Anatomy of an EDM Electrode

All electrodes used in EDM small hole drilling are designed with the single purpose of hole drilling in mind. As simple a task as this may seem, the variety of demands that different holes place on electrodes have resulted in the development of a commensurate variety of electrodes. Electrodes can be rods or tubes, multi-channel or single hole, and can vary along all dimensions, from their lengths to the eccentricity of internal tubing. The following list of possible modifications explains which characteristics of our electrodes may be modified, along with their advantages.

A diagram of the inner channel of an electrode with possible configurations.

Electrode Modifications and their Advantages

  • External Diameter—The external diameter of an electrode determines the diameter of the hole that is being drilled. This should be your chief consideration when choosing an electrode.
  • Internal Diameter and Wall Thickness—When external diameter is equal, the ratio between the internal diameter and external diameter in different electrodes can determine drilling speed and electrode durability. Electrodes with thicker walls exhibit less wear, but greater tapering and a slower drilling speed. Electrodes with thinner walls drill at a faster pace and with less tapering, but with more wear, preventing them from drilling deeper holes.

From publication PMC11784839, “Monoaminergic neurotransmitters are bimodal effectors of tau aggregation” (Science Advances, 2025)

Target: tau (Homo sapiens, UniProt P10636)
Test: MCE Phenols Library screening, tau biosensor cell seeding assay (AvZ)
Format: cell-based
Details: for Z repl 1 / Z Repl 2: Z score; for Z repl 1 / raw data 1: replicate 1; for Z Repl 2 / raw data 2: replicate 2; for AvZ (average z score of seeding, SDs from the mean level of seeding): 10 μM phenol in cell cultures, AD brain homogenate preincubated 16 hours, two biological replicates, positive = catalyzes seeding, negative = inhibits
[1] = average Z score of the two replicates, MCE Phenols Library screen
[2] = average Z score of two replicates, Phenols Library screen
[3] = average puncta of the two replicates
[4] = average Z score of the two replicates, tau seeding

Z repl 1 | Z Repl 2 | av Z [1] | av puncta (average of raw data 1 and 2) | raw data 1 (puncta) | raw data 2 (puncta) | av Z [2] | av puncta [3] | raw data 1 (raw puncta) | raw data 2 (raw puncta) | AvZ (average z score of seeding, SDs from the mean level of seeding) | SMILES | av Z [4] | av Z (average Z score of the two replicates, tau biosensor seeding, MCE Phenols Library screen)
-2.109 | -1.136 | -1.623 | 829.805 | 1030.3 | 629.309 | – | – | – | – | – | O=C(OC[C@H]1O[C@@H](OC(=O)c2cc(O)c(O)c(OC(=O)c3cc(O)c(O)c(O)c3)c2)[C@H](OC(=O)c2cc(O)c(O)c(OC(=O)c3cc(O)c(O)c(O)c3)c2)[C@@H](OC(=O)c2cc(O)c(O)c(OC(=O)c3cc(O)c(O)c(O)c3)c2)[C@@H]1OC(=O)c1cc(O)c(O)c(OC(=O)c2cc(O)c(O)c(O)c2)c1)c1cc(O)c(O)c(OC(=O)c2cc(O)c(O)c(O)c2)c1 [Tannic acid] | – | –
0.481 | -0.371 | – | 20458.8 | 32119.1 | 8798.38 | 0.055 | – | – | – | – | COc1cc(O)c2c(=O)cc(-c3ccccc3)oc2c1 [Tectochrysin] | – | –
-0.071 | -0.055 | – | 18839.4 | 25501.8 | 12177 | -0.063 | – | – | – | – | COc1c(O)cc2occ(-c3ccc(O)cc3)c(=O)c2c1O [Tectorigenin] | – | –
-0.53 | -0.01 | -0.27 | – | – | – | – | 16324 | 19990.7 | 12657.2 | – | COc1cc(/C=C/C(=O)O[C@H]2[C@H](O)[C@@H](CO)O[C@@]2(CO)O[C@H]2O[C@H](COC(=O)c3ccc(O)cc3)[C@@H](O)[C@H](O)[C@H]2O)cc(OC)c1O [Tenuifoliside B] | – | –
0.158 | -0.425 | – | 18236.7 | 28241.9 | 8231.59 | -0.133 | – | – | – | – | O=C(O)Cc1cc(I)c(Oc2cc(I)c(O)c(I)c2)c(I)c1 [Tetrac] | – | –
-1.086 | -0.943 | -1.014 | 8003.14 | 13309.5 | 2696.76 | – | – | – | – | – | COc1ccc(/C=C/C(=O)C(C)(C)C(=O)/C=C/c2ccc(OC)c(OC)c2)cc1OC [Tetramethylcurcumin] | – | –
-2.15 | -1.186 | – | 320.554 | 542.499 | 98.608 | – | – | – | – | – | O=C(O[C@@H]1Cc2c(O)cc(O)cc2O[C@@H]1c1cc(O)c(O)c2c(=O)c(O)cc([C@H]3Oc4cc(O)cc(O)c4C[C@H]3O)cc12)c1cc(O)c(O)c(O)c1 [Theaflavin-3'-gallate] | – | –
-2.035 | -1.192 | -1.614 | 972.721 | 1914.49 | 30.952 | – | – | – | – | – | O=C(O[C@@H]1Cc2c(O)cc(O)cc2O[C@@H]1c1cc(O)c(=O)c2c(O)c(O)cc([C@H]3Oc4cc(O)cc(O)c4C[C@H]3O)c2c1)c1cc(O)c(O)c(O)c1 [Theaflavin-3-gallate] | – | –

• Multi-Channel—When drilling a blind hole to a set depth, single hole tubes will leave a nipple of unburned material. Multi-channel tubes solve this problem, as their internal electrodes burn away all excess material. Multi-channel electrodes come in many variations.
    • Two and Three Channel—There is no practical difference between two and three channel electrodes. Whether a multi-channel electrode has two or three holes is based on the external diameter of the electrode. Larger electrodes need three channels for greater structural integrity.
    • Wire Inserts—These are rods that are inserted into a single hole tube. These burn away nipples like two and three channel electrodes but with more material and less flushing.
    • Y-Type and Web Type Electrodes—These serve the same purpose as two and three channel electrodes, but with less material and more flushing.